I joined the Marines once.
I was hoping they would brainwash me and make everything simple.
Unfortunately their methods don't work on everyone.
They told us "You could be the next Presley O'Bannion!" (He attacked "The shores of Tripoli" in the song "The Marine Hymn.")
and "A Marine doing his job in lives an average of fifteen minutes!""
Hearing that we all barked like dogs as loud as we could because we were Gung Ho.
One of our drills was running up a hill with our unloaded M16s yelling Bang! Bang! and pretending to shoot some bad guys in a little dirt fort at the top. Human wave tactics like this were why we'd die so quick if we ever got to do our jobs.
The M16 was a surprise. At the rifle range we had to put pieces of black tape over the charging handles to keep puffs of hot smoke from hitting us in the eye. That seemed like the worst possible design for a weapon you were supposed to hold steady and not flinch at all.
The workouts were really good. We ran back and forth to the PT (physical training) in formation. The warmups and warmdowns were so good that although I was totally exhausted every time, I never got sore. There was unlimited high protein food to eat in the "mess hall" but we only had fifteen minutes to wolf it down with two spoons. If anyone talked we'd be ordered to stand up and march out of the hall.
Between the good workouts and meaty food I got lots of big muscles.
The obstacle course was lots of fun. Among other things we learned the "High Vault" and "Low Vault" methods of fencejumping that are the subject of this article.
Excellent photos by theinfonaut Her nifty concept for this sequence of photos is that if you pass your mouse over the thumbnails above, they will appear to be animated.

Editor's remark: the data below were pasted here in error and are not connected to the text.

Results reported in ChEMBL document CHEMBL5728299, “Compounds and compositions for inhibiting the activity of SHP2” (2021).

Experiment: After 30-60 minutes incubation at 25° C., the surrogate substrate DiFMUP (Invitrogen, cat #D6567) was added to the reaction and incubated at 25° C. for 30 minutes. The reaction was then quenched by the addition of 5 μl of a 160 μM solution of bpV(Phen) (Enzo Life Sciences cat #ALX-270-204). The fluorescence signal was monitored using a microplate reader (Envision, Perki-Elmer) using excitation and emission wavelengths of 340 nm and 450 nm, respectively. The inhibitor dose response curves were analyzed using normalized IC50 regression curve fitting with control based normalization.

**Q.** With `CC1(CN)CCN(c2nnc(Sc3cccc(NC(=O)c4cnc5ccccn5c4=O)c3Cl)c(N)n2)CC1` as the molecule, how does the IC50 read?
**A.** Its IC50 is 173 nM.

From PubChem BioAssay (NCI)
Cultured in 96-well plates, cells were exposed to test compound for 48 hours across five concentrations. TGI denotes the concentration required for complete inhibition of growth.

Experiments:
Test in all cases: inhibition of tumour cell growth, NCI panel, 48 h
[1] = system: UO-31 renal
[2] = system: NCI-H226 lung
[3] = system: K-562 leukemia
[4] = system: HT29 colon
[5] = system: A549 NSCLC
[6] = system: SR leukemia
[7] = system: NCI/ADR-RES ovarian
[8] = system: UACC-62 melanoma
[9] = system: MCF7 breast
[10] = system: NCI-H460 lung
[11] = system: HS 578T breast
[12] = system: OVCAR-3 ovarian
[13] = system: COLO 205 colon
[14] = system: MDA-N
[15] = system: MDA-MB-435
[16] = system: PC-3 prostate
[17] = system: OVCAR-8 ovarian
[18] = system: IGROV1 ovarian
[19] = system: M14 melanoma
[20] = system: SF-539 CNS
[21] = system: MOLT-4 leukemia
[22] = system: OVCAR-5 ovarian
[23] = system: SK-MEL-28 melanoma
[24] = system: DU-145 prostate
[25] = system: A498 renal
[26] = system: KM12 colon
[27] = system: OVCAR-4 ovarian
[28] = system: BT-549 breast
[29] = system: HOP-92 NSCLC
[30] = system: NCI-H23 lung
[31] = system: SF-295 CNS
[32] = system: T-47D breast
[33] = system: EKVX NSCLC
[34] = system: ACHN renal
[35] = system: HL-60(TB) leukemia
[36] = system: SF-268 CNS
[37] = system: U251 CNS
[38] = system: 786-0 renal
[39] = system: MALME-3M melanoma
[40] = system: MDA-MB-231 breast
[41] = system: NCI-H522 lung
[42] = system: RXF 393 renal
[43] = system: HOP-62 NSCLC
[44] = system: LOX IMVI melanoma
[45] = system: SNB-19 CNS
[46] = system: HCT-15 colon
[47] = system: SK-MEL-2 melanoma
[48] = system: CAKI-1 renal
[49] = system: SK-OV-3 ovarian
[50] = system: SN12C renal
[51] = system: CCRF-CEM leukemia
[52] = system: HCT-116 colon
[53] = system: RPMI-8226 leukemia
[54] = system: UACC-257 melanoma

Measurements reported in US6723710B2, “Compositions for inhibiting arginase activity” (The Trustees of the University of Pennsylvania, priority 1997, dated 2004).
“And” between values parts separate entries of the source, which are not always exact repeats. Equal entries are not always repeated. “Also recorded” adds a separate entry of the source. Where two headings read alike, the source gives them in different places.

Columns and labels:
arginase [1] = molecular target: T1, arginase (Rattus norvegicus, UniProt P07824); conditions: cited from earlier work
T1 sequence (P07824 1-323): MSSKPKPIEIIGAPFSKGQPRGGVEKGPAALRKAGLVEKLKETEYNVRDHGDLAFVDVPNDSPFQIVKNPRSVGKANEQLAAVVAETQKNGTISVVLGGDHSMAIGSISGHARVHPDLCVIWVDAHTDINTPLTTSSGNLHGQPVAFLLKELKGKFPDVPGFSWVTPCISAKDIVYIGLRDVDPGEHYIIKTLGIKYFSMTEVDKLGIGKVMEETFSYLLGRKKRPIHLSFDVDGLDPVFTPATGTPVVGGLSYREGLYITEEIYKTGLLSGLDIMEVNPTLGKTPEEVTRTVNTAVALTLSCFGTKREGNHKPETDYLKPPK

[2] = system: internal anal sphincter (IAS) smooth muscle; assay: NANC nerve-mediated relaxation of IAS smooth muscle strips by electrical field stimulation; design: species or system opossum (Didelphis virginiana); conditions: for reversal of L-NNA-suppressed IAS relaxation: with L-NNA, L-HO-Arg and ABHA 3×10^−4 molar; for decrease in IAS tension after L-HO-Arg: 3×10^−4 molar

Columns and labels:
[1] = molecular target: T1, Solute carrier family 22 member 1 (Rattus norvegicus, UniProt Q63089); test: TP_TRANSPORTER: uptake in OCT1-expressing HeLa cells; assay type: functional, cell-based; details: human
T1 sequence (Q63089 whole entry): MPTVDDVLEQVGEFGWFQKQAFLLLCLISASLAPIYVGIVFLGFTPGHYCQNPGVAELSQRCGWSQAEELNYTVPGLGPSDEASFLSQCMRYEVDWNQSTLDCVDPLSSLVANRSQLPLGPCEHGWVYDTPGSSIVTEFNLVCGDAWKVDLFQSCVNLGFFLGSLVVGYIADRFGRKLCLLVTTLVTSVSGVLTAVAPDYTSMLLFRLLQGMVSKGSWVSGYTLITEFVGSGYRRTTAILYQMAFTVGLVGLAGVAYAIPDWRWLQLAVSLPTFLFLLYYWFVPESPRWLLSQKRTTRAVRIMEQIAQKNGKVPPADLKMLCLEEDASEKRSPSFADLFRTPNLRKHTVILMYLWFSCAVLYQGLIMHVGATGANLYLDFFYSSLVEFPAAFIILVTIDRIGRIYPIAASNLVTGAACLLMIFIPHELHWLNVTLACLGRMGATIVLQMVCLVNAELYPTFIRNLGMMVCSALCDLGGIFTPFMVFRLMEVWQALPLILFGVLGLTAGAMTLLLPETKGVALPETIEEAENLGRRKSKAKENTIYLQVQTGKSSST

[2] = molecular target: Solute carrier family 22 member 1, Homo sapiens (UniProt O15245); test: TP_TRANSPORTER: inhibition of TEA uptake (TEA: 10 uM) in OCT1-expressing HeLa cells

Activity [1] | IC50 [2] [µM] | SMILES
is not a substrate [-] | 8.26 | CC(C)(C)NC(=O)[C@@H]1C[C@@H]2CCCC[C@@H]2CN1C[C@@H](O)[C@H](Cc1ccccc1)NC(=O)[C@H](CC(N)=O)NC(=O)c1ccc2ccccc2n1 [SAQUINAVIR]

Step 1: High Vault 01
Do the high vault if you're
The fence isn't too high.
You're confident of the footing on the other side.
You're in a hurry.
You want to show off.
Trot up to the fence, put your hands on top and jump.
Step 2: High Vault 02
Your legs pass over the fence without touching it.
This is easier than it sounds because most of your weight is on your hands on the fence.
Your legs experience moon gravity and float right over if you do it right.
Your feet may snag the fence. If that happens the graceful fallback maneuver is to continue with the more sedate "low vault" procedure depicted in the other sequence.
Before my military training I used to try to jump a fence without putting my hands on it.
So when my feet tripped on the fence I landed face first in a pile of dog crap, badly hurting my neck so all my pain and embarassment nerves fired at once. I was trying to impress a girl of course. Unfortunately another swain had already stolen her heart. No doubt by diving into a latrine while running himself over with his own car.
Another male in my paternal line also suffered from a lack of military training. He won at tennis and did the traditional leap over the net to shake hands with the loser. Unfortunately he tripped, ripped the crotch of his pants open, threw his racket at the other guy breaking his nose, and landed wrong breaking his arm and getting a concussion.
Step 3: High Vault 03
After you clear the fence take your hands off the fence and raise your arms. This decreases the "unsprung weight" of your human vehicle.
Bend your knees and land on your toes. This gives you a soft long-travel suspension.
As you land lower your upper body into a crouch so there's no major shock.
If it's a major drop you continue into a roll, but landing from a high fall should be a subject for a future sequence.
Step 4: Low Vault 01
Now you're tired,
unsure of the wall or the landing area on the other side,
not in a hurry
You start by getting your weight up on the wall with your arms like this.
Step 5: Low Vault 02
Swing one leg up to the side like this.
Step 6: Low Vault 03
Pass the other leg under that one.
Step 7: Low Vault 04
And lower yourself to the ground on the other side.
You are over the fence. Proceed with your business.